Corinna Nicolaou

An academic overachiever since failing the fifth grade, Corinna Nicolaou is a former policy writer for the U.S. Congress. After the humiliation of being held back in school, she went on to graduate Phi Beta Kappa from U.C. Berkeley and earn two Master’s Degrees—all in an effort to prove to herself that she could do it.

Growing up, she experienced a myriad of life situations: a girlhood living with her single mom in Austin and Dallas; teen years in the wilds of Los Angeles reunited with her father; and, finally, a determined young woman trying to make it on her own in Washington, D.C.

In 2005, Corinna did a scary thing: she got married, left her big job in the city, and moved to a small town in the Pacific Northwest. She hopes her stories will encourage listeners to reflect on the beauty of their own life adventures.

Her writing has appeared in the Washington Post, Texas Observer, and Narrative Magazine among other publications, and can be heard on All Things Considered on Northwest Public Radio.

Ways To Connect

Corinna Nicolaou

If you're looking for a pet, you may be considering adopting one from your local animal shelter. When Northwest Public Radio’s commentator, Corinna Nicolaou decided to get a dog, she did just that. She was hoping for instant love, but discovered something more complicated.  
 

  Growing up, NWPR commentator Corinna Nicolaou loved CB radio. She and her childhood friend loved to pretend they were truckers driving across the country. But when she finally took a cross-country trip with that friend, she learned what it takes to earn your CB handle.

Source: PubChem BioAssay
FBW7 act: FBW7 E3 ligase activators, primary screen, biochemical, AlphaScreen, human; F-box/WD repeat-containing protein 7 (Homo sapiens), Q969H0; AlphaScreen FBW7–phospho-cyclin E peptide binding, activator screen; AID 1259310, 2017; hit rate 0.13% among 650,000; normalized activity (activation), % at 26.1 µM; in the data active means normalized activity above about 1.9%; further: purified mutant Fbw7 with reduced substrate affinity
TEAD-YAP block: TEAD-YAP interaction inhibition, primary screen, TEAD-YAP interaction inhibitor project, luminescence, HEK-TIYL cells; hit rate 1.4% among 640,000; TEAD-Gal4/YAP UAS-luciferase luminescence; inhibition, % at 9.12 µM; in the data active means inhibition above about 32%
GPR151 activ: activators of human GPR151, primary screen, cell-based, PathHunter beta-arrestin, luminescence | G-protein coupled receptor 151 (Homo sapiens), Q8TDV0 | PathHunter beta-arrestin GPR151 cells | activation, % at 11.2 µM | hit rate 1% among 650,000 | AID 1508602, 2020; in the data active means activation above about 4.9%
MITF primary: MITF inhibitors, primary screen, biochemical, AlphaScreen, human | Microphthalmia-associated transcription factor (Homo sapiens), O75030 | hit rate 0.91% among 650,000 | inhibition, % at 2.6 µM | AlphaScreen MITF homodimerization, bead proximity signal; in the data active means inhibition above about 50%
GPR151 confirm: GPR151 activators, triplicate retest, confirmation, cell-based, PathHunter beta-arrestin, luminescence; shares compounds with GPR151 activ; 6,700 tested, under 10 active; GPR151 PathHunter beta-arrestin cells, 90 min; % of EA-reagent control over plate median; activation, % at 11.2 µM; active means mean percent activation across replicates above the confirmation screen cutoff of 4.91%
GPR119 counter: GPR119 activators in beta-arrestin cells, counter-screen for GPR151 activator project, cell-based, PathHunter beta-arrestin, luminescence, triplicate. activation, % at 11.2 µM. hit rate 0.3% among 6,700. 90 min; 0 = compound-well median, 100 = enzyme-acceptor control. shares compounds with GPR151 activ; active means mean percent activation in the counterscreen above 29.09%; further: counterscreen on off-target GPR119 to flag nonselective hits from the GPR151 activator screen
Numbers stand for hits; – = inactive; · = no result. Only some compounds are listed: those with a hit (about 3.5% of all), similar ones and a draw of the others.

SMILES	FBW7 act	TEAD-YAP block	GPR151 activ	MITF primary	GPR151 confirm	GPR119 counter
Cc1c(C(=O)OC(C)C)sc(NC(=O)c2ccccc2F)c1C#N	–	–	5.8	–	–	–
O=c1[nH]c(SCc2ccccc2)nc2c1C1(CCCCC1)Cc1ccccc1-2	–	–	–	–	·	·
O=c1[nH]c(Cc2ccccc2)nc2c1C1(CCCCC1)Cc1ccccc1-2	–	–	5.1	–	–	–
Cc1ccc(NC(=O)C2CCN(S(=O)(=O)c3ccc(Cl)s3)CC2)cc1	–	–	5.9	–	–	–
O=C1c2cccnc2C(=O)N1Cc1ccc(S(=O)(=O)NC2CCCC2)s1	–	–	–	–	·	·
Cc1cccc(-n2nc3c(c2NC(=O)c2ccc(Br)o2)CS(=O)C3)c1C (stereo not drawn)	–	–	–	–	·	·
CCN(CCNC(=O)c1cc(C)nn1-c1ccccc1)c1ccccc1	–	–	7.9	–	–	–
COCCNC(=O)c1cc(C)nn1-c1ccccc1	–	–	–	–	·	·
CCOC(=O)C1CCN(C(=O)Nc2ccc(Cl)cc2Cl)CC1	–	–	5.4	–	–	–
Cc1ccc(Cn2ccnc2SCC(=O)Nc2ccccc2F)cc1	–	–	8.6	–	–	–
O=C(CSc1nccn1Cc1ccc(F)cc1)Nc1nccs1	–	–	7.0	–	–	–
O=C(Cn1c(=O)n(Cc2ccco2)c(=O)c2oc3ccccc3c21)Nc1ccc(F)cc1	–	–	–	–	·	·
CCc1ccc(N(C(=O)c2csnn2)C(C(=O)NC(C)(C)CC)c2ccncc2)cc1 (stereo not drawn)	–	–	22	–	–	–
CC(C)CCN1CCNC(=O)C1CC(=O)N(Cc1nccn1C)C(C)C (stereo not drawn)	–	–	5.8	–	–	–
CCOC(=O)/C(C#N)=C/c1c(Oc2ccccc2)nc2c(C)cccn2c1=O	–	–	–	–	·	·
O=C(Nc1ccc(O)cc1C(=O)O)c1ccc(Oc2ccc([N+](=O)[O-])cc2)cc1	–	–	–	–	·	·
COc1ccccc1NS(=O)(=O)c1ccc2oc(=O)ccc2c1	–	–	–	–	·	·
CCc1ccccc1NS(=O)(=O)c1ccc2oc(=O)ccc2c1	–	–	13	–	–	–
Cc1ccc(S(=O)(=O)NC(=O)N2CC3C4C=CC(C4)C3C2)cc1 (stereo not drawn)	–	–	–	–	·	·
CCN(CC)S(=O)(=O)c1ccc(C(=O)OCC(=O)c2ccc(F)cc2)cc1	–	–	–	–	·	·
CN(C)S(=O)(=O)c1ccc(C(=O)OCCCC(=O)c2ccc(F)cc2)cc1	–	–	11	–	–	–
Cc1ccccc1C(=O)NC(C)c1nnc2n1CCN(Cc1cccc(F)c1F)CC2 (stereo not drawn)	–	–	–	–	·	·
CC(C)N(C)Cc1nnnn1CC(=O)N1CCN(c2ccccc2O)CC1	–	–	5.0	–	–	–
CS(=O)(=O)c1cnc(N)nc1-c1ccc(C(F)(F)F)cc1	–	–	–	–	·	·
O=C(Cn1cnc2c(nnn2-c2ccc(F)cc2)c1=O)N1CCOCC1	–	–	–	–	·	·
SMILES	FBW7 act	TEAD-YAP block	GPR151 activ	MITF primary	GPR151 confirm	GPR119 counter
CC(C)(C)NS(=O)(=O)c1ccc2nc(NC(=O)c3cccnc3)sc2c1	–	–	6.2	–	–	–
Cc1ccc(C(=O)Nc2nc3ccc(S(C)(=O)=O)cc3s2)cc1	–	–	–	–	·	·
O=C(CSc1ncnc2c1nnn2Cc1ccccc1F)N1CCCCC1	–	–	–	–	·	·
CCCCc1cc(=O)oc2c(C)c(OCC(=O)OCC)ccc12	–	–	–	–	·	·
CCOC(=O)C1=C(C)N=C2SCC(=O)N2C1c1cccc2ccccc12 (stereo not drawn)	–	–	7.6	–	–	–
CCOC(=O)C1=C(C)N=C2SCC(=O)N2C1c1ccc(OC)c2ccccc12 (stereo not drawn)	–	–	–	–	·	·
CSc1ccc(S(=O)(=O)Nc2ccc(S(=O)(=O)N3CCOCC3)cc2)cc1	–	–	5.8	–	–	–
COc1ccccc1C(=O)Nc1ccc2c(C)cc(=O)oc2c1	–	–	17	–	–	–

May is Motorcycle Safety Month, and you'll hear how NWPR commentator Corinna Nicolaou got her first motorbike at 11. But Corinna learned that wearing a helmet doesn't keep you from getting hurt.

Regrets

Sep 14, 2012

You know that saying, “No regrets?” It seems like a good way to live. But  NWPR commentator Corinna Nicolaou, says it’s not for her. She would rather keep all those regrets close by.

You can read more of Corinna's commentary at her blog.

Corinna Nicolaou / Northwest Public Radio

When you were a kid, did you sneak candies and hide the wrappers so your parents wouldn't find the evidence? Commentator Corinna Nicolaou did too. As we head into the 4th of July weekend here's a story of rebellion, and the sweet land of liberty, as a child sees it.

You can read more of Corinna's commentary at her blog

Photo credit: Corinna Nicolaou / Northwest Public Radio

In today's economy, many Americans have to get by on less.  That means learning new strategies for saving money and living without.  NWPR commentator Corinna Nicolaou talks about growing up poor, and the ways in which wealth may really be a state of mind.

You can read more of Corinna's commentary at her blog

I Feel Better Now

Feb 7, 2012
Corinna Nicolaou / Northwest Public Radio

We all have our failures, the things we regret… and maybe don’t want anyone to know about. 

Northwest Public Radio commentator Corinna Nicolaou  talks about failing in her youth, and how that failure drove her to succeed.
 

You can read more of Corinna's commentary at her blog

Corinna Nicolaou / Northwest Public Radio

Facing the prospect of a turkey-less Thanksgiving?  Northwest Public Radio commentator Corinna Nicolaou was too when she became a vegetarian. She wondered how the meal could be delicious without meat infused gravy. Then she discovered the secret: vegetarian doesn't have to mean healthy...

You can read more of Corinna's commentary at her blog

Corinna Nicolaou / Northwest Public Radio

Imagine that one of your earliest childhood memories is of blood, screaming, and chainsaws. That’s the case for commentator Corinna Nicolaou as she remembers a massacre!

You can read more of Corinna's commentary at her blog

Corinna Nicolaou / Northwest Public Radio

Corinna shares how she didn't get her name. Her original name, that is.  A name inspired by the 60s and space... a name her father loved, but was convinced by his mother that the name needed to come down to earth.

You can read more of Corinna's commentary at her blog

Pages